God is not obligated to fix every situation, to heal every sickness, to make sure we flourish or prosper every moment of every day of our lives. His goodness doesn’t depend on him stepping in every time, or even some of the time, because Jesus already stepped in when it mattered most. God raised him from the dead and he ascended to heaven where he is able to be present to us amidst flourishing and suffering and all the in between, and present us before God unstained (Hebrews 8.4 and 9.24)

For me this has meant learning to live with suffering, with life not being fair. I understand that suffering is simply a part of life until Christ makes all things new (Revelation 21.4-5).  That suffering difficulty and trials are not an indictment declaring that I have become unjustified, because Christ is my justification. I cannot undo Christ’s justification for me to my detriment or to my benefit. I simply use my faith to embrace a life that says he is my justification (Romans 5.1). Suffering is simply a reminder that Genesis 3 is true and is real.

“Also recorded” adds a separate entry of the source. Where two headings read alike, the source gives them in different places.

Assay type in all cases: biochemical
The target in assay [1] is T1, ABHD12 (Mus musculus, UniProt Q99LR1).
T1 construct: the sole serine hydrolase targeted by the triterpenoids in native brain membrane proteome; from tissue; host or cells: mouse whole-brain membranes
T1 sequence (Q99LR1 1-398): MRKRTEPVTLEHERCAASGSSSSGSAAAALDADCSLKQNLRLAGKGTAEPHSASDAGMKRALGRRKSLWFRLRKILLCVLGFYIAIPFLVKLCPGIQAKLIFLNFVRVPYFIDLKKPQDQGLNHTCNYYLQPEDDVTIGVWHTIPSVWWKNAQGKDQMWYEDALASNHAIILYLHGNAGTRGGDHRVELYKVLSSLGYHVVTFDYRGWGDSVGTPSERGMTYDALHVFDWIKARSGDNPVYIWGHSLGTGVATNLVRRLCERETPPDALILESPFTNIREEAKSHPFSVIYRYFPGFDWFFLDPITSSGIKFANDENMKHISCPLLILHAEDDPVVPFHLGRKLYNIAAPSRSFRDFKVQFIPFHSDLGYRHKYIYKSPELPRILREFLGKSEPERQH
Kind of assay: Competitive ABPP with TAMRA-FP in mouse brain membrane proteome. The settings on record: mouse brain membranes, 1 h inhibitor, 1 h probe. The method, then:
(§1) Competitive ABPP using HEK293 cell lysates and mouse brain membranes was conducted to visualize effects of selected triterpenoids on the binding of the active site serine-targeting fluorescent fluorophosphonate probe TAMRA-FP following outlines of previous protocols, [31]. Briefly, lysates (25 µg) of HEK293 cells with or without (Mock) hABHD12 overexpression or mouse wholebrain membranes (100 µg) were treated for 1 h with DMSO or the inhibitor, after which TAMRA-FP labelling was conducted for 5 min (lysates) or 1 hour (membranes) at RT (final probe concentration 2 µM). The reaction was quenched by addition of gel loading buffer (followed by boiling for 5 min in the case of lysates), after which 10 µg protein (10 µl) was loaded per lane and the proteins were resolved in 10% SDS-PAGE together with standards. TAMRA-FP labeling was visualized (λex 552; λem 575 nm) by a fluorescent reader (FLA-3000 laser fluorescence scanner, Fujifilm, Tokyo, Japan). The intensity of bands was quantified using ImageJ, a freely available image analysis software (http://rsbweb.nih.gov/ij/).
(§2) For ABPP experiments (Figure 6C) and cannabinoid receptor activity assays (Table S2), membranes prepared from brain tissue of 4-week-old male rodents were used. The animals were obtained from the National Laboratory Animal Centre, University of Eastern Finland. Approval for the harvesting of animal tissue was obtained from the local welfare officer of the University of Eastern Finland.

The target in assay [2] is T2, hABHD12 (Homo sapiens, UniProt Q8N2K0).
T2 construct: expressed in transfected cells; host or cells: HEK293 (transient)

Someone will surely say, “What about Romans 5.3 that says, ‘suffering produces endurance, and endurance produces character, and character produces hope’?” To which I would say Paul never says that God brings about or produces suffering to produce all those things in us. For Paul suffering is just a part of life, but God in his sovereignty and great power is stronger than suffering, and can accomplish what he wills even in suffering. Even in life not being fair.

Do you struggle with life not being fair?